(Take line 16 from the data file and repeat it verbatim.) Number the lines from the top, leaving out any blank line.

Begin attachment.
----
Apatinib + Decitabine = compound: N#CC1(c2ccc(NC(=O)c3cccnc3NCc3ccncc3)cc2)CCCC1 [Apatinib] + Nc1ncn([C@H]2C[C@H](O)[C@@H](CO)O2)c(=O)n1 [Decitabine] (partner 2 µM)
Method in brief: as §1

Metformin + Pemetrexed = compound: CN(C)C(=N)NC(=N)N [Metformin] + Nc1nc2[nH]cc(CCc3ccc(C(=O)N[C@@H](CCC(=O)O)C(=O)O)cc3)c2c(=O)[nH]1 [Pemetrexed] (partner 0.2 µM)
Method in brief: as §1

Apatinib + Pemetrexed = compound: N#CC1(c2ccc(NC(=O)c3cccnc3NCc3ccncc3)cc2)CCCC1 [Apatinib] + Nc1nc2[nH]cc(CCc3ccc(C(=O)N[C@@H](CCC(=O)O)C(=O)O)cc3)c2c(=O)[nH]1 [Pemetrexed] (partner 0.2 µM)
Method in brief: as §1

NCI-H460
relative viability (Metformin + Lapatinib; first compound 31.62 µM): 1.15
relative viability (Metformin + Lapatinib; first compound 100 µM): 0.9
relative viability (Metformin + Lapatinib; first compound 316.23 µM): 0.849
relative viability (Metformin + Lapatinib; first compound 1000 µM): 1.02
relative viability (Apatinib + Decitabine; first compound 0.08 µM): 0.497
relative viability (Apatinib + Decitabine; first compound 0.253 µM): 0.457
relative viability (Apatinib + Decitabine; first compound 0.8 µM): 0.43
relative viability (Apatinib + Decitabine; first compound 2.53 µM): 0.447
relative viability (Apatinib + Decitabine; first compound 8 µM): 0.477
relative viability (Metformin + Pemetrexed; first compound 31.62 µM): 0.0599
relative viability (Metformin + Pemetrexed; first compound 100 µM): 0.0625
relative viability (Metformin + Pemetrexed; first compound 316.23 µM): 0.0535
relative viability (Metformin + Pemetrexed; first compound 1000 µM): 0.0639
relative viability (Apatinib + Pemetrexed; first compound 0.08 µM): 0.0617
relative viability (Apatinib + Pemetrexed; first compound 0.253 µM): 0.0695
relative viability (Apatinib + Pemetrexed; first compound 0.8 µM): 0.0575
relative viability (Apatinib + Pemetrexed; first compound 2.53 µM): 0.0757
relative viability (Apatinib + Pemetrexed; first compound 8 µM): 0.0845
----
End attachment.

relative viability (Apatinib + Decitabine; first compound 8 µM): 0.477